11

The first thing would be to note that ni + vowel and ñ do not sound that different (which is the point of your question, obviously), so in many cases you won't need to imitate it perfectly. That is, nieto and *ñeto (the latter word does not exist) would be very difficult to distinguish in practice even for native speakers, unless pronounced slowly. In a word ...


11

Yes, criar is pronounced (by everybody I know, at least) with two syllables, /kri.ar/. This is a violation of the rule that says that a so-called "weak"¹ vowel (/i/ or /u/) always forms a diphthong with a following "strong" vowel.² It's not the only one: it appears (for some people, not all) in several other verb infinitives ending in -iar or -uar such as ...


10

This orthographic issue also occurs in the names of certain chemicals: English Spanish N-methyl leucine N-metilleucina methyllysine metillisina Hyphens are technically disallowed from resolving the ambiguous pronunciation, since this character is reserved (in chemical names) for numerical prefixes etc. Note however that in real world use the word is ...


10

Según el diccionario panhispánico de dudas Resume en 6 partes la transcripción de topónimos. Topónimos con forma tradicional plenamente vigente en español, que, no obstante, aparecen con cierta frecuencia en los medios de comunicación con nombres o grafías propios de otras lenguas. Se prefiere la forma española, a no ser que haya caído en desuso o se haya ...


10

3 repeticiones ¿Que cómo como?, pues como como como. Basada en una respuesta a otra pregunta previa. Usa el verbo comer (tres veces) más otras dos acepciones de la misma palabra. 5 repeticiones Bajo al bajo el bajo bajo bajo presión. Explicación: Bajo 1: del verbo bajar. Bajo 2: sustantivo (planta baja). Bajo 3: sustantivo (instrumento). Bajo 4: ...


10

El DPD te da la respuesta en su artículo cardinales: En el caso de las series de papas y reyes con igual nombre, se utilizan, en la escritura, los números romanos (→ números, 3), que se leen como ordinales hasta el número diez (aunque en este último caso puede usarse también el cardinal): Felipe IV (se lee Felipe cuarto), Enrique VIII (Enrique octavo), ...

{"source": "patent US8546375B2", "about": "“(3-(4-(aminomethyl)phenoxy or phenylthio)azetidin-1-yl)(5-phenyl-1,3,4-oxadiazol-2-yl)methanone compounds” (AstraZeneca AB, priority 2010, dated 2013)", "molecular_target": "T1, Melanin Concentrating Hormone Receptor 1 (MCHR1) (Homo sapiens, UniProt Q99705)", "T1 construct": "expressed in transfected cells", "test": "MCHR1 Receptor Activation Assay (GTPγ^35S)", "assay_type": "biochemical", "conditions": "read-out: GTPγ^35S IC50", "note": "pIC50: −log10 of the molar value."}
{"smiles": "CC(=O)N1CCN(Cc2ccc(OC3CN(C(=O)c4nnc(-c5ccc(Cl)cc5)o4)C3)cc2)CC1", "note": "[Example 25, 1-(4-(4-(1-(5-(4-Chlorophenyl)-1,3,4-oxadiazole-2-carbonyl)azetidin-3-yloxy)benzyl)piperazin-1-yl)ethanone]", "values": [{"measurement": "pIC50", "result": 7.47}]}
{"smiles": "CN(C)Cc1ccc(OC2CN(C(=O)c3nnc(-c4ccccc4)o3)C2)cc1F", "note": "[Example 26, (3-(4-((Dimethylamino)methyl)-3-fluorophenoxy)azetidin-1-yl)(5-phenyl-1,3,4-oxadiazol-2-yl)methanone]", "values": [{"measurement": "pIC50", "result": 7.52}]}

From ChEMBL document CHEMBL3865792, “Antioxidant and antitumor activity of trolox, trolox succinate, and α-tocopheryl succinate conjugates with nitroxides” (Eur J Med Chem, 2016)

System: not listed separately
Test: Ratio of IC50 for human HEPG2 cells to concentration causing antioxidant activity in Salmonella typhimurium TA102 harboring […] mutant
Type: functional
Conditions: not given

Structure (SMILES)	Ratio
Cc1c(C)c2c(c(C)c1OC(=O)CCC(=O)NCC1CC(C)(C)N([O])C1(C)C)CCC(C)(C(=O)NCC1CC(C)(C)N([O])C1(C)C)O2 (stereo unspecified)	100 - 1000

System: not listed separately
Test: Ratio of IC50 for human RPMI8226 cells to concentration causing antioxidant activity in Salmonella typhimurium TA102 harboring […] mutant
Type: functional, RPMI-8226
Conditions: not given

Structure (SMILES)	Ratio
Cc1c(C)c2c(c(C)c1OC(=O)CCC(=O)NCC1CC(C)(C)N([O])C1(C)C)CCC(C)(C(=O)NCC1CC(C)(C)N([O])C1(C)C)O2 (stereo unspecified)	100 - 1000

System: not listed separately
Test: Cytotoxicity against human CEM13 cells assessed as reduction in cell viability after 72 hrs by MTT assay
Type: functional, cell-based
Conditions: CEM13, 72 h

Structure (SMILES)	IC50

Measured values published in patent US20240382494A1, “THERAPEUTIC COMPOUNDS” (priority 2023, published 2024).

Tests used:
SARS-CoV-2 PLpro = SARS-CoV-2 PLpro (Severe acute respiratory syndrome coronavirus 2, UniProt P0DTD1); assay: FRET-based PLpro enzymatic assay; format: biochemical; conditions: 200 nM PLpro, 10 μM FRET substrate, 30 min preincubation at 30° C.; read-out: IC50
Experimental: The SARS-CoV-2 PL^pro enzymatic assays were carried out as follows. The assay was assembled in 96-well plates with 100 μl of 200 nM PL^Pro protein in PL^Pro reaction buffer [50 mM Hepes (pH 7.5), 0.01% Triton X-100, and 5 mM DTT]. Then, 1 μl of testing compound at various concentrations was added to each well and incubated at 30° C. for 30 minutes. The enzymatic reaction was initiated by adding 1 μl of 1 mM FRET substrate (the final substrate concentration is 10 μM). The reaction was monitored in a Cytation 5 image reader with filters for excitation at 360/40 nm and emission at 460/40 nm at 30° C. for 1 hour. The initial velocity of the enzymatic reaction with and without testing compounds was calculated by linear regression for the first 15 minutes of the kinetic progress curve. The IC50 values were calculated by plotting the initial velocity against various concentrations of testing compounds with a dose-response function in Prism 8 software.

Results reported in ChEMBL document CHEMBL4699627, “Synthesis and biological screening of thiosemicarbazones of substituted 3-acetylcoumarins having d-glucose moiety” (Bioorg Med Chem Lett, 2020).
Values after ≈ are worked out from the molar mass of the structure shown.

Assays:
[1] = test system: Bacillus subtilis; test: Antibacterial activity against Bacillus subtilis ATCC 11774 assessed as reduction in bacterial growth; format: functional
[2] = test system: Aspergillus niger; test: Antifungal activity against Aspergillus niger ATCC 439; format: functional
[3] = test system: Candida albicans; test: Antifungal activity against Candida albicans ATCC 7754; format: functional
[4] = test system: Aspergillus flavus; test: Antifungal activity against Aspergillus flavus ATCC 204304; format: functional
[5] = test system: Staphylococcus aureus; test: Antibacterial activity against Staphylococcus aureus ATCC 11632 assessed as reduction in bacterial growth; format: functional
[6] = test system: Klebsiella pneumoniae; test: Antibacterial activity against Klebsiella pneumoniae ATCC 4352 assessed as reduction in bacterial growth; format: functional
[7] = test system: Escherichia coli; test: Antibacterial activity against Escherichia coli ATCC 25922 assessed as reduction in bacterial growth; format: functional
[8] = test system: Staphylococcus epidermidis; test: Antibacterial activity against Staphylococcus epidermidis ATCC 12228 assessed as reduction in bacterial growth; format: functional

9

Es una pregunta muy interesante, aunque parece ser que no existe una respuesta clara al respecto... Te aconsejo leer este completo artículo en Wikipedia, que trata exclusivamente sobre este tema, donde se explican las diversas teorías que exiten actualmente sobre las causas de este fenómeno. Según este artículo, una de las teorías más ampliamente ...


9

No soy estudioso del idioma, y el artículo citado de Wikipedia es bastante informativo. Pero, la sola experiencia de leer poesía española antigua (no mucho, siglo XVI) me ha mostrado que no fue solamente "un cambio solo de grafía", sino que la antigua "h" (escrita como "f") no era muda (que el sonido fuera el mismo que la "f" actual es otro asunto). Por ...


9

Es la pronunciación normal del español. El proceso se llama "lenición" (= debilitación) y ocurre cuando /b, d, g/ se pronuncian entre vocales (y otros contextos); dejan de ser consonantes oclusivas para pasar a ser aproximantes/fricativas. Puedes mirarlo en cualquier manual de fonética española, incluso en Wikipedia.


9

There may be big differences in different regions, so just for the record this answer accounts for European Spanish. Generally, Spanish tends to unfavor two consonants in syllable-final position, so words as transporte or extracto tend to be pronounced as /trasporte/ or /estracto/ in relaxed pronunciation, because of the clusters /ns/ and /ks/ being ...


9

All countries use both the /r/ and /ɾ/ phoneme. Not all countries realize them, respectively, as the roll/trill [r] and the flap [ɾ] (for Puerto Rico for instance you often get /r/ as [h] and /ɾ/ as [l]), but whatever sound is used in the word perro /'pero/ will match a word starting with r-. You should not ever hear the sound used in the word pero /'peɾo/ ...


9

In Spanish poetry, when counting the syllables in a verse you must count as one syllable when the last syllable of a word ends with a vowel and the first one of the next one starts also with a vowel. This is knows as sinalefa: sinalefa Del lat. tardío synaloepha, y este del gr. συναλοιφή synaloiphḗ, der. de συναλείφειν synaleíphein 'confundir, ...


9

This affrication of /st/ is indeed particular to Western Andalusian: An affricated dentoalveolar stop [ts] (listo [ˈlitso]) has been described as a variant of /st/-clusters. This sound is perceptually and acoustically similar to [th], another /st/-allophone in Seville Spanish. Affrication of /st/-clusters in Western Andalusian Spanish: variation and change ...


9

Yes and no. They are pronounced the same in isolation. However, the words tu and mi lack prosodic stress, that is, like a very limited number of words in Spanish (prepositions, articles, object pronouns), within a sentence they will not be stressed. When you say en mi casa, for instance, you only stress the first a of casa: /en.mi'ka.sa/. The rule in ...